“ARE YOU READY?”

You yell to your friend who is about to drop into the gap jump that took three months to build and another four months of contemplation to finally attempt.

You can’t believe it, but your friend is finally going to hit the the Taint Smasher drop. And the best part is, you’re going to get it all on film. This is the banger clip of your first full length web edit. You're excited but nervous.

This is a moment you cannot miss.

 

 

You turn on your second hand Canon t5i that sits upon the sturdy tripod you found in your aunts crawlspace. It’s a sick edit machine.

The shutter clicks as your trusty DSLR boots up. Being the pro you are, you remove the lens cap and place it in your left pant pocket. You always put your lens cap there.

You grab the tripod handle and practice the predetermined up-down tilt movement that you decided looks best. Piece of cake. Nailed it.

You look through the tiny 1.5” LCD screen and set the frame. You have become such a pro, that the rule of thirds is habitual now. Without hesitation, you place the take-off of the Taint Smasher comfortably in the top right corner of the frame.

Suddenly, every shadow in the forest fades as the sun goes behind the clouds. The image gets a little dark, so you brighten it up by two spinning a dial two notches. Conditions are all-time. This is going to be sick.

 

 

“SEND IT!”

Your friend spins a pedal and tightens their grip with trembling, white knuckles.

“DROPPIN’ IN!”

They drop in and quickly accelerate down the rocky trail toward the twelve-foot high hand-built ladder bridge.

You hit the red circle on the rear of your camera. The red light flashes once.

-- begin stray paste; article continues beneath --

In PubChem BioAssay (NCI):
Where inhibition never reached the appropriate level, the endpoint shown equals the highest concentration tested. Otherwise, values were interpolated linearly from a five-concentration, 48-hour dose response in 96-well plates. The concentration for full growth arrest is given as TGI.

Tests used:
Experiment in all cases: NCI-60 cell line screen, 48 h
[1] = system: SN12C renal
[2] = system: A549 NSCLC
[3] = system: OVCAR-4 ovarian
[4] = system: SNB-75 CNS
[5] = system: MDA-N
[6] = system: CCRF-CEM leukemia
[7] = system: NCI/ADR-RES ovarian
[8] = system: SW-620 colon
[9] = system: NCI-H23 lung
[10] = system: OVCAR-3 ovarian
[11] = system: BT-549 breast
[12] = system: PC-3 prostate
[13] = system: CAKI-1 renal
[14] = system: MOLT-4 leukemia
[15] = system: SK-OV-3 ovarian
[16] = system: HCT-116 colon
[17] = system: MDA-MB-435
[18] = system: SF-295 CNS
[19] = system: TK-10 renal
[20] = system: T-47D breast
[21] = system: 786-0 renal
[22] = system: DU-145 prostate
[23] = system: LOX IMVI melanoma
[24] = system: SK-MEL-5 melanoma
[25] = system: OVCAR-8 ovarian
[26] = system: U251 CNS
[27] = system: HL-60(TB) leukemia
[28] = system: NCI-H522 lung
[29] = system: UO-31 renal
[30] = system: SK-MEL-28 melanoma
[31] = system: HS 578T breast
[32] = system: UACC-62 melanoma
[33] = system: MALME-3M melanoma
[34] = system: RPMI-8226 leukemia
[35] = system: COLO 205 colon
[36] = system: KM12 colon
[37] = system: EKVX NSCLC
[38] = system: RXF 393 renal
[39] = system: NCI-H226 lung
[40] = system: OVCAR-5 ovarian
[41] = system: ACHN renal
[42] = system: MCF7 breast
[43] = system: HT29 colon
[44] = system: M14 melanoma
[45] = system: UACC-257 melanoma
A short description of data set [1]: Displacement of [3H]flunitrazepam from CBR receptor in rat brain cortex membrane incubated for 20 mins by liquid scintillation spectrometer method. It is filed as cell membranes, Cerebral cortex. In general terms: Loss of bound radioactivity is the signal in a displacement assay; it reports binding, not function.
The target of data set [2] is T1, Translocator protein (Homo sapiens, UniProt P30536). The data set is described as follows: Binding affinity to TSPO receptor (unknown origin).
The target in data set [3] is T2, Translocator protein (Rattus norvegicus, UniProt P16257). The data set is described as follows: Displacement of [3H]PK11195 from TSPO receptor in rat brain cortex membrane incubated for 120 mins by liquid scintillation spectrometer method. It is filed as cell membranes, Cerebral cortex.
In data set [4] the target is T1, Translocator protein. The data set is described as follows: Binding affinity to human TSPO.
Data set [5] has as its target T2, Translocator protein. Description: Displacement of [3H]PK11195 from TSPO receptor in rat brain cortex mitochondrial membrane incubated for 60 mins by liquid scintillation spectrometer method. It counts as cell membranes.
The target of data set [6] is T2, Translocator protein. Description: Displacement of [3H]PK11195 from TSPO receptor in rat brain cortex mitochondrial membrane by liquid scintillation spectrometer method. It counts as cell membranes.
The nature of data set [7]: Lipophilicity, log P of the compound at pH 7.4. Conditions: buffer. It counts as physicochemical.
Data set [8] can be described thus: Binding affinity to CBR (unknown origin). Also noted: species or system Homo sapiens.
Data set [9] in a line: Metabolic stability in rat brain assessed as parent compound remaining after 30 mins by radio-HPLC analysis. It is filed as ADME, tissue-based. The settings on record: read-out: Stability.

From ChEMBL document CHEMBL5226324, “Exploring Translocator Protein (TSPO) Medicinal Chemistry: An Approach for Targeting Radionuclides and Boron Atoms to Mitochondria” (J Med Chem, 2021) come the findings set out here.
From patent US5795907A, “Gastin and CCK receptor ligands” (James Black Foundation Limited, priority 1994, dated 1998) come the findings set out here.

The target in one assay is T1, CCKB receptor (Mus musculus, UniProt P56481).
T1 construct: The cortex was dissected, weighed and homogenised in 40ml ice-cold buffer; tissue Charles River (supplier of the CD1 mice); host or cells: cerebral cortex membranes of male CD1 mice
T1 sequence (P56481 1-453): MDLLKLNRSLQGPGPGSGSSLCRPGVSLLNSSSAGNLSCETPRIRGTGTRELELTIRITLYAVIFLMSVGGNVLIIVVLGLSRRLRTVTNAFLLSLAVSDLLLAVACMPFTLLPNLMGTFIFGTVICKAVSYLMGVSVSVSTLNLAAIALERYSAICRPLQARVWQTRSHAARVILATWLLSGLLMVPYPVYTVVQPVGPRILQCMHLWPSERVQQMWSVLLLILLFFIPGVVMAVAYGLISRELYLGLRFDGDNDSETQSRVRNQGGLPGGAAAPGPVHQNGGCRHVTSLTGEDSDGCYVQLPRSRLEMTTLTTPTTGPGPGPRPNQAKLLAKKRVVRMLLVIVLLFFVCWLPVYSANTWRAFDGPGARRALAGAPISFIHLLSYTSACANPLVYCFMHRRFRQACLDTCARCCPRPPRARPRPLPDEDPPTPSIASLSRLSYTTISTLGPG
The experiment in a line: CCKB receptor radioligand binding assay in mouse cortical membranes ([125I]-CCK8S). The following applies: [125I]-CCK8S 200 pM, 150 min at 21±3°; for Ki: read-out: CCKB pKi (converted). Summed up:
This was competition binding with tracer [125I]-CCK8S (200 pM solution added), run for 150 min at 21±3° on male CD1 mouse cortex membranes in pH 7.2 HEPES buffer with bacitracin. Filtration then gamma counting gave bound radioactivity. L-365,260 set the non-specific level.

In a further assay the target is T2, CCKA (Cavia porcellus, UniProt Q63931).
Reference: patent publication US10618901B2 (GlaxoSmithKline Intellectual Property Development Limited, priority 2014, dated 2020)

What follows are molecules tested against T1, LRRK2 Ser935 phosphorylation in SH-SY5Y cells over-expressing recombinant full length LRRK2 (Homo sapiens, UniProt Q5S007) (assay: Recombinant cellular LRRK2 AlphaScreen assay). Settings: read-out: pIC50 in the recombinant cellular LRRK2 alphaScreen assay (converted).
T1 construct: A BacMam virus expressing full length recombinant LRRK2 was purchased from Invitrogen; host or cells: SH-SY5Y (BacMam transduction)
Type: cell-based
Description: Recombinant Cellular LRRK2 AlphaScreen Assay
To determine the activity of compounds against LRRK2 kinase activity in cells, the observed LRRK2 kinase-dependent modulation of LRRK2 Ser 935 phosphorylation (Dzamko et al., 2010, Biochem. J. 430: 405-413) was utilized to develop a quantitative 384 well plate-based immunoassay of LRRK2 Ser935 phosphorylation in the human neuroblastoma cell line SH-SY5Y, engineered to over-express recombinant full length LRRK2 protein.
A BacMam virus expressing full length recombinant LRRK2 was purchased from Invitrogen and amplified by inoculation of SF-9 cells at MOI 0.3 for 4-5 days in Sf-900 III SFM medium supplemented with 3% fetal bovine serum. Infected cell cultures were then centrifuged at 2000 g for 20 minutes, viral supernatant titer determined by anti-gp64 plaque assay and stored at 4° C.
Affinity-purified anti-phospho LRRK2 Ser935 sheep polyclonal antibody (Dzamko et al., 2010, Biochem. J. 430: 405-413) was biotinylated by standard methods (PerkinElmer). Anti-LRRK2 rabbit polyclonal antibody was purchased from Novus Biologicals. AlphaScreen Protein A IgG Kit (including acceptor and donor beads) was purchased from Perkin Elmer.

Error.

“Please insert an SD card.”

 

 

I’ve been making videos professionally now for nearly 8 years. Yet sometimes, I still feel like an amateur. Whether, it’s a forgotten memory card, a dead battery, faulty gear, or simply not knowing how to use something in its proper fashion – I’m still learning how to do my job better. 

 

 

In film you often wind up in unpredictable scenarios with a lot of moving parts and people. If something can help me be more efficient and effective, I’m all for it. But besides being time-efficient, nothing gets me more excited than learning how to get a better shot.

 

 

I’ve learned many lessons over the years. Some on my own, some from other good people I have the pleasure of working with. While many lessons are learned the easy way, they are most often learned the hard and painful way. 

I’m here to help you learn the easy way.

In the end, it's all about forming good habits. Whether you're making sick edits off your family camera or shooting your first car commercial, these are 14 fundamental practices - errr, camera hacks – that will make you a better filmmaker.

 

 

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Sick Rides, Good Vibes